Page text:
The Chicago incident also highlighted a major deficiency in the DC-10 design—its lack of locking flap mechanisms designed to maintain their position in the event of a hydraulic or pneumatic failure. Other widebody aircraft of the day carried such a feature, but it was omitted from the DC-10. Another deficiency highlighted in the NTSB report was the vulnerable placement of electrical wiring at the leading edge (front) of the wing. When the engine pulled up and over the wing, it tore out these electrical wires, thus rendering inoperable vital warning instruments in the cockpit. Other aircraft of this era typically placed this kind of wiring in the center of the wing, in a less vulnerable position.

In 1979, an Air New Zealand DC-10-30 flew into Mount Erebus in Antarctica during a sight-seeing trip. All 257 on board Air New Zealand Flight 901 were killed. The accident was caused by complex factors not related to the airworthiness of the aircraft.

The Sioux City Flight 232 DC-10 crash

Perhaps the most infamous instance of a DC-10 crash was the Flight 232 disaster at Sioux City, Iowa, USA, in 1989. After the #2 engine (tail engine) suffered an uncontained fan disk failure in flight which ruptured critical hydraulic lines, the crew, led by Captain Al Haynes and assisted by a senior pilot flying as a passenger (Dennis E. "Denny" Fitch), performed an emergency landing by varying remaining engine power to control the plane. Although the aircraft was destroyed with the loss of many lives, the crew flew the aircraft onto the runway in a partially controlled manner and over half of the passengers survived.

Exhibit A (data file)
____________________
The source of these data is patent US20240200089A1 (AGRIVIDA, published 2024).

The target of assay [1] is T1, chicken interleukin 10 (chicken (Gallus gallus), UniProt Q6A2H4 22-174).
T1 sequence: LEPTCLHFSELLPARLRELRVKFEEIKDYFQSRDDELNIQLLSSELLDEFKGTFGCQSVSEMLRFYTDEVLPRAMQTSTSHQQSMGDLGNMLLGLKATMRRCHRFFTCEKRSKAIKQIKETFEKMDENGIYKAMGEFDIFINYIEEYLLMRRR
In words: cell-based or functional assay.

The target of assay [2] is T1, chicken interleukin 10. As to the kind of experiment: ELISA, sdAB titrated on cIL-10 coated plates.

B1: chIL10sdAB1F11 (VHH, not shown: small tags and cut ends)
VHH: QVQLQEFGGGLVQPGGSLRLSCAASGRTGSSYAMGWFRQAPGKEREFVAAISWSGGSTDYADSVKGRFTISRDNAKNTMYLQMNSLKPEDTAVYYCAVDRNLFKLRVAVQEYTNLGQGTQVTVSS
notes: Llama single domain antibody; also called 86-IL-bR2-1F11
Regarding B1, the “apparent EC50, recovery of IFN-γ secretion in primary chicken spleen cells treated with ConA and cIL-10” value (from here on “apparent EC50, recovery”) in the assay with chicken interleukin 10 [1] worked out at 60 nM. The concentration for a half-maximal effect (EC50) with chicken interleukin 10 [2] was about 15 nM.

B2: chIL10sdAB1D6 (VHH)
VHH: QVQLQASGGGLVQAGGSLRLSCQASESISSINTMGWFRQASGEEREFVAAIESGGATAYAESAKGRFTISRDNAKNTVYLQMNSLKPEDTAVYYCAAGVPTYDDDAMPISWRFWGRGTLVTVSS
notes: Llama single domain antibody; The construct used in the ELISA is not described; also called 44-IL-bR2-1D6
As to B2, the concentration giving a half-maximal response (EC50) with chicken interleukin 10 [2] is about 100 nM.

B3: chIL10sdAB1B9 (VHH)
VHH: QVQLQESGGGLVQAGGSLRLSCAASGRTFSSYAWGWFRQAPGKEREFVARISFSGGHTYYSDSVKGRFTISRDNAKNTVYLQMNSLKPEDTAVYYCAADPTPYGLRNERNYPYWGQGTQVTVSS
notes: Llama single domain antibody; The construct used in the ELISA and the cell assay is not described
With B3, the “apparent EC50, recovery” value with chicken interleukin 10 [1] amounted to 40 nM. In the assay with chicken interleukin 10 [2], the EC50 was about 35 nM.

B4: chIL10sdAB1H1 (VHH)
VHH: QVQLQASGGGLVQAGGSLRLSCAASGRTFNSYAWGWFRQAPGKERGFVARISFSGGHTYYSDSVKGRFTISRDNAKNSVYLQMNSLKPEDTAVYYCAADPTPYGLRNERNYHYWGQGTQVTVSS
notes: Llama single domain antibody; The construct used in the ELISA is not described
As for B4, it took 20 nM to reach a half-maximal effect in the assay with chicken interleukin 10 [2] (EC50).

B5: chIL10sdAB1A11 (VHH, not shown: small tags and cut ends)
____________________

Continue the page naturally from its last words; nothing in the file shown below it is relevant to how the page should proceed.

The Sioux City crash concerned investigators because the total loss of hydraulic pressure aboard the DC-10 was considered nearly impossible. The design, however, had lines from all three independent and redundant hydraulic systems in close proximity, directly beneath the #2 (tail) engine. Debris from the #2 fan disk separation failure penetrated all three lines resulting in total loss of control to the elevators, ailerons and rudder.

The Air France Concorde crash of 2000 was attributed to a fragment of titanium metal that fell from a Continental Airlines DC-10 that had taken off some four minutes earlier.


Current operators

DC-10-30 with landing gear extended.

The aging model is now largely being used as a dedicated freight aircraft. Many mainline carriers have sold their aging DC-10 fleets to cargo carriers such as FedEx. Some aircraft have been modernized to MD-10s by adding a glass cockpit, which eliminates the need for a flight engineer. Other DC-10 aircraft continue in charter service with their three-person flight deck configurations.

Some passenger airlines, such as Omni Air International, continue to operate the DC-10 on trunk routes. The Royal Netherlands Air Force has converted the aircraft to KDC-10 flying tankers. The Orbis International use a DC-10 as flying eye hospital.